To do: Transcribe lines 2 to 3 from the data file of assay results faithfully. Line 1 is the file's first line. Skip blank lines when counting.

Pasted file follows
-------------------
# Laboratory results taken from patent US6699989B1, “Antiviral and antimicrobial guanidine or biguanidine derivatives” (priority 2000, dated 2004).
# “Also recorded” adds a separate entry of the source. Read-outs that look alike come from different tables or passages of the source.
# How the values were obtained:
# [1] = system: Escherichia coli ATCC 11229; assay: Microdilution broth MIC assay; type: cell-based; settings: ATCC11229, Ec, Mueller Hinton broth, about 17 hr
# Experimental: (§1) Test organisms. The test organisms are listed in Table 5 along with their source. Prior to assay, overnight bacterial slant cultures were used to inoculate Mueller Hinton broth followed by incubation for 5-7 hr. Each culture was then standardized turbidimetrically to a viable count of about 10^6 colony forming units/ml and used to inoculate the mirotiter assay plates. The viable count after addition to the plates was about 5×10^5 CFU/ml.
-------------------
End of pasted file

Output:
# “Also recorded” adds a separate entry of the source. Read-outs that look alike come from different tables or passages of the source.
# How the values were obtained: